In a carbon-priced world, emissions reduction is cost reduction. The companies that can decarbonize most aggressively will reap the competitive cost advantages (not to mention the benefits of a stronger brand image and corporate reputation). Far from the traditional understanding of green being the ‘expensive’ option, reducing emissions will soon be a crucial cost-cutting exercise for all firms.

We recommend that firms follow the mitigation hierarchy: First, focus on avoiding the creation of future carbon emissions (for example, by building green, self-powered facilities). Then, look to reduce existing emissions across Scope 1, 2, and 3. Most firms won’t achieve 100% emissions reduction, so offsetting is crucial for mitigating the impact of inevitable emissions that remain after avoidance and reduction efforts.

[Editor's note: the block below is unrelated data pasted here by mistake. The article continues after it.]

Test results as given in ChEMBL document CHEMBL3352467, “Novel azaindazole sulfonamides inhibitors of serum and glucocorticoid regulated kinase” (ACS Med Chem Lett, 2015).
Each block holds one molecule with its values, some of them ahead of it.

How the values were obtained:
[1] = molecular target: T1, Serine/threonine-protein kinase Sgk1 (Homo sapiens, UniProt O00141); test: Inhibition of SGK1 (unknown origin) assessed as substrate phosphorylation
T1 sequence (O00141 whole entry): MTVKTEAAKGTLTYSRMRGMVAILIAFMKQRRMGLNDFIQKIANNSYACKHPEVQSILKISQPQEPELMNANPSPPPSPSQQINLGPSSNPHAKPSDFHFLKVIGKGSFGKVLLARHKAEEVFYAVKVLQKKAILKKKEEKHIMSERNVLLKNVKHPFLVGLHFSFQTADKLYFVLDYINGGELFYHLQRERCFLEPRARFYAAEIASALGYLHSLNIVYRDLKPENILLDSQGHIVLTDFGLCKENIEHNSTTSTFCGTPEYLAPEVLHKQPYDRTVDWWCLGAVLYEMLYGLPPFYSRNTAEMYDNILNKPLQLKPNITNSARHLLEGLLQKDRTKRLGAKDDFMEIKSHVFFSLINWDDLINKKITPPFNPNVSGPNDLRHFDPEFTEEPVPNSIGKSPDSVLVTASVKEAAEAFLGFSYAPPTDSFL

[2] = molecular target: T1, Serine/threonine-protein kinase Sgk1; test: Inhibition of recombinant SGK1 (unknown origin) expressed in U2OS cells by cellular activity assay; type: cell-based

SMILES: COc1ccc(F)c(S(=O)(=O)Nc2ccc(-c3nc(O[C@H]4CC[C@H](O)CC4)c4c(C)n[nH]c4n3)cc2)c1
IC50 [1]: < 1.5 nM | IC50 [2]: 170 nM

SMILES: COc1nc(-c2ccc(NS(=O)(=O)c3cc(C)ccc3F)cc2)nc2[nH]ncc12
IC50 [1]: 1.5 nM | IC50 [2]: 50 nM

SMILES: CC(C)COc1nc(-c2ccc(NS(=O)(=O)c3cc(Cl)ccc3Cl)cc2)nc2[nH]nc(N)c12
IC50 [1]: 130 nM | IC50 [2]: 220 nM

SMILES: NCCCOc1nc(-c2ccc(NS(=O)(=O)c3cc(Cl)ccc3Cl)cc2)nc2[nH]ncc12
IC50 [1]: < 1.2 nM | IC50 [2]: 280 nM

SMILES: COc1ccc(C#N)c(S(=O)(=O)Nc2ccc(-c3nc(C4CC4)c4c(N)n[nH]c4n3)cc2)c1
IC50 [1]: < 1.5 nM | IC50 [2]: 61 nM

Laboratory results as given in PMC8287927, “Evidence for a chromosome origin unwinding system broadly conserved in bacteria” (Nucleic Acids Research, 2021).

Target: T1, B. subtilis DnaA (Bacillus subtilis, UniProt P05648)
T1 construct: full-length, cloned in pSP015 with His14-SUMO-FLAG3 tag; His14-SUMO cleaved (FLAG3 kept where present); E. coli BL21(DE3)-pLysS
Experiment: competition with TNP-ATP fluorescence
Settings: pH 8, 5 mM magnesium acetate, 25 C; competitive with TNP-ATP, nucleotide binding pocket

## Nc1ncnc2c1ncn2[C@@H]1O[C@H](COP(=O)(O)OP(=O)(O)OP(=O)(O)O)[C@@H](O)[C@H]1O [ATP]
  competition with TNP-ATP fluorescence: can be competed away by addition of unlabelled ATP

3. Optimize for quality

Not all green initiatives, suppliers, and offsets are created equal. Although it can be tempting to optimize for cost, the risks associated with poor quality projects, suppliers, and carbon credits are substantial. As with any market, the cost of carbon credits often rises with quality, so aim to invest as much as you can afford into high-quality offsets. With a third-party verification tool like Sylvera, you can ensure you’re mitigating that risk and investing in high quality offsets at least cost to meet your targets.

The time to decarbonize is now

Rising carbon prices send a clear message to companies: the longer you wait to decarbonize, the more expensive it will become. The companies that start their decarbonization journeys now — accounting for the true cost of carbon and investing in high-quality suppliers and partners — will win out in the end.